This weekend’s trip was with Josh, Heather and myself on Jammy, and was planned to be an uneventful, easy trip to one of our favorite destinations, Poulsbo.  I’ve been there tons of times before, and Josh and I have been there a few times in the last year.

This was Heather’s first overnight trip on Jammy, however, and I was worried about the cramped conditions and oddities that I had become used to over the years.  The biggest concerns were sleeping locations and the limited cockpit space that we’d have to deal with while getting to Poulsbo.

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J. Crew ad, anyone?

The weather was wonderful, and both Heather and Josh decided that they’d hang out on the bow while we motored out of the marina and got situated for sailing.  I think this looks like a J. Crew ad myself….

Once clear of the various ships, ferries and other dangers of Elliott Bay, we raised sails, and made our way to the north end of Bainbridge Island, timing our approach to go under the Agate Pass bridge and through the fast moving waters there.

Sails came down while we transited this area, and we moved onwards towards the turn into the channel to Poulsbo.  That’s where the first problem occurred.  The engine had an ominous light lit on the control panel that indicates a major oil issue, complete with alarm blaring.

Motoring under the Agate Pass bridge
Motoring under the Agate Pass bridge

After a bit of troubleshooting, I determined that we should not run the engine very long at all, which presented some problems to get to Poulsbo given the narrow nature of the channel.  Sure, it can be sailed, but it requires a ton of work to get through the various legs, and we had already been sailing for most of the day messing around out in the main channel, and I was tired!

So after getting out extra anchors in case of complete engine failure, along with other extra safety gear, and briefing the crew on various scenarios, we motored carefully and slowly the rest of the way into Poulsbo.

We had a wonderful dinner, and enjoyed a fantastic sunset, as is expected while on the water in Puget Sound during the summer.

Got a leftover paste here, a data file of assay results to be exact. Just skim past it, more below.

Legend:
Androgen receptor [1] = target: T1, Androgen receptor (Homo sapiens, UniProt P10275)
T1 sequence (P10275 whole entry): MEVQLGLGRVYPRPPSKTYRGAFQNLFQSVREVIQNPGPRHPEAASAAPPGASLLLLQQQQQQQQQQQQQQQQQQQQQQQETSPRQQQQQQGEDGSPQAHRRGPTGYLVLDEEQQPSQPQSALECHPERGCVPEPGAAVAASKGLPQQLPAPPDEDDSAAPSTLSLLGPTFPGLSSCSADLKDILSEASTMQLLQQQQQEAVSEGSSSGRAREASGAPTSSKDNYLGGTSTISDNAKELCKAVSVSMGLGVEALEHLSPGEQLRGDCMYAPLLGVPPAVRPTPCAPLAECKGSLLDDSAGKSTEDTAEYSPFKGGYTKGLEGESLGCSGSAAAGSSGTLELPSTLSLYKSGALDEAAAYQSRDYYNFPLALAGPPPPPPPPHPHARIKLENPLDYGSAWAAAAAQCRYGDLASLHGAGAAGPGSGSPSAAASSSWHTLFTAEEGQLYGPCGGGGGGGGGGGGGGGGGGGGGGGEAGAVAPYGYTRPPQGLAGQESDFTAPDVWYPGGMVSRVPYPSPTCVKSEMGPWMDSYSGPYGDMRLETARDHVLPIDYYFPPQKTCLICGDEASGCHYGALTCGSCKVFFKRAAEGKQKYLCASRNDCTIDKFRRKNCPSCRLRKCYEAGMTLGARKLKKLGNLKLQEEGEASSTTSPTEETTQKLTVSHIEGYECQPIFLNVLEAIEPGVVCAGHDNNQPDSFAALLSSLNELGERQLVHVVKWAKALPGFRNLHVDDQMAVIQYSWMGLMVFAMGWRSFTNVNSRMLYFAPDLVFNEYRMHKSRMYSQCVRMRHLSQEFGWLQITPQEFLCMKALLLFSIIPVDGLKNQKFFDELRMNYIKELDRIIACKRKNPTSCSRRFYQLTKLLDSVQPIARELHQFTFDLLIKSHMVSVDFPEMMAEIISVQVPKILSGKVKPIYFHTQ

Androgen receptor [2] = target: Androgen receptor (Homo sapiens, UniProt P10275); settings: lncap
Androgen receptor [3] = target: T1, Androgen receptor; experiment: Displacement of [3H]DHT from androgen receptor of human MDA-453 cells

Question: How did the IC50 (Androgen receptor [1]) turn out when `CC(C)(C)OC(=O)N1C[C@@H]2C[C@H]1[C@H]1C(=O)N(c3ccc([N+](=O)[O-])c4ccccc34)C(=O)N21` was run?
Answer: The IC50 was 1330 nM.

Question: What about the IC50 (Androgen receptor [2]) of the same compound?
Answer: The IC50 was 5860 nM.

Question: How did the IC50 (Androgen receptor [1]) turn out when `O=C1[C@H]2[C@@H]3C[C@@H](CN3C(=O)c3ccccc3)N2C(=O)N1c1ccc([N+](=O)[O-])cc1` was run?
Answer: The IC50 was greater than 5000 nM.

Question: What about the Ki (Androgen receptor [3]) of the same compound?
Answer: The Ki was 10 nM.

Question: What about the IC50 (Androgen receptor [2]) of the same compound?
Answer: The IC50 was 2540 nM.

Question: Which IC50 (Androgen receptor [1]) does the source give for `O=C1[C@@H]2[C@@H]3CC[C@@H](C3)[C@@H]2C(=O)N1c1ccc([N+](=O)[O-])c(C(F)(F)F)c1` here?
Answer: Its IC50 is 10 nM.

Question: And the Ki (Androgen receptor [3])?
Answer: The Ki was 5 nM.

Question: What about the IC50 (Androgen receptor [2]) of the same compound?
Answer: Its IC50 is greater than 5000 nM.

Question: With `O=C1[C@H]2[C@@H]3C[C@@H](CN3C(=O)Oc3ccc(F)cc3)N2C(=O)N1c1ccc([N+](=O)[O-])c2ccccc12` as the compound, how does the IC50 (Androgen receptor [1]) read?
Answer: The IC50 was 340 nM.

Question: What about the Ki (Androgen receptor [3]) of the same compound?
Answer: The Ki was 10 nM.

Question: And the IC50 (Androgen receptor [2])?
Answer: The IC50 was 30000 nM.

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We also played cards late into the night, one of our favorite pastimes on the boat.

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The next day I spent hours messing with the engine trying to fully understand why the oil alarm was going off, to no avail.  The oil had been religiously changed by yours truly every year, if not more frequently depending on use.  There were no leaks, no issues, no problems found anywhere else, but Volvo’s manual insisted that this error was serious and to not use the engine for long periods of time.

After chatting with some folks online, I was unable to resolve it, and of course as many boat things go, it disappeared from the alarm panel magically without me doing anything.

Later after getting home, and having the Volvo dealer do a diagnostic, they found nothing wrong, and don’t know why the alarm was set off.  Their only idea was that perhaps we were running the engine at high RPM’s, and heeled to far, causing the suction of the oil to fall below normal requirements and cause the alarm.  We were being blown around a bit at the time, but I’ve been out in Jammy that way many times before.

Why was this the last time we sailed on Jammy?  It wasn’t one thing – by this time I had owned Jammy for almost 11 years, and had sailed all around Puget Sound, had many projects on her, and knew her like the back of my hand.

It came down to one main thing – I outgrew her.  Sleeping on her was like camping, and resulted in you being more tired every day.  Moving around in her caused bumps and bruises all the time, for everyone.  The cockpit was a sailor’s cockpit, more like even a racer’s cockpit – not conducive to conversations, or even comfortable seating.  2 people worked OK, 3 was difficult especially if you needed to tack.

The engine issue didn’t cause this – I trust her engine having had her repowered only a few years prior, but it was time for us to part ways.  She was just not what me, Josh, and all of our friends, needed in our life right now.

It was a sad moment, but also a very clear moment, when we docked at Elliott Bay Marina and I told her that I knew things were over.  Josh and Heather thought it was a little weird, but I think they knew it too – our time was over.

Only a few weeks later, after cleaning her up, she was sold, and we had a new member to our family, Grace.  But Jammy rekindled my love of sail back in 2004, and will always be fondly remembered for the hundreds of miles she bore me safely, and tons of projects and fun that I had with her.

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Jammy on our final trip moored at Poulsbo

 

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